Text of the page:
The Gemological Institute of America (GIA) has discovered a new mineral while studying flaws in large diamonds from the Letšeng mine.
The organization named the substance crowningshieldite after G. Robert Crowningshield. The 50-year GIA veteran and pioneer of gemological research wrote the first report on gem-quality laboratory-grown diamonds in 1971, the GIA said Tuesday.
Crowningshieldite is a nickel sulfide mineral with a hexagonal crystal structure, and forms when diamond inclusions undergo chemical modifications. GIA research scientist Evan Smith and his team, together with researchers at the University of Padova, identified the compound in two stones from Gem Diamonds’ mine in Lesotho, which is known for producing sizeable diamonds. They came across the mineral while examining inclusions in CLIPPIR (Cullinan-like, large, inclusion-poor, pure, irregular and resorbed) diamonds, a variety of large, high-quality, type IIa stones that form at significantly greater depths than most diamonds do.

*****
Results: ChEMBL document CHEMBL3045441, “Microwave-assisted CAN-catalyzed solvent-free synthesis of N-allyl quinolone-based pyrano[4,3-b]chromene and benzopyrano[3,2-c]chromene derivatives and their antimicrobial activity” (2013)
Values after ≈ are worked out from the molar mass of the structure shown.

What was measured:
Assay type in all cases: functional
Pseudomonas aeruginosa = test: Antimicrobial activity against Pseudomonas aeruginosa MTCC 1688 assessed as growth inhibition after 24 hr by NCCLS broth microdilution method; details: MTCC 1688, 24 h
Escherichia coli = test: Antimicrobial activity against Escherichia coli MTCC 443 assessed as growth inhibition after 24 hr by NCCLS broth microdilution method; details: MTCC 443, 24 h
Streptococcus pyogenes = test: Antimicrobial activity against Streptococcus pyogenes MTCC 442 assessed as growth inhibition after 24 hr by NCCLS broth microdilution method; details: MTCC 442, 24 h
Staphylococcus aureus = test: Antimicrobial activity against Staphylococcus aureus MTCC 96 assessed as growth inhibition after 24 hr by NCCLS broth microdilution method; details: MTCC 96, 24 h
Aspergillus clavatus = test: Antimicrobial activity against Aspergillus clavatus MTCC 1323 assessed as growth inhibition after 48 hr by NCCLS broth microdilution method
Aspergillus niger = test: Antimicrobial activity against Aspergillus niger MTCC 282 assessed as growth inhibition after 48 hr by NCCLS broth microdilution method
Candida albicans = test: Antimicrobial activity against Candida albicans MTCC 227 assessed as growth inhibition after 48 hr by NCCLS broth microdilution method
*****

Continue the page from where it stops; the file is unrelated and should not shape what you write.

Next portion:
“Discoveries such as this propel our understanding of diamonds and the earth forward,” said Tom Moses, the GIA’s executive vice president and chief laboratory and research officer. “This is why research is the cornerstone of GIA’s mission. I can think of no better way to honor Mr. Crowningshield’s legacy.”
The International Mineralogical Association accepted crowningshieldite as a mineral on September 18, the GIA added.
Main Image: Diamond with crowningshieldite. Right: G. Robert Crowningshield. (GIA)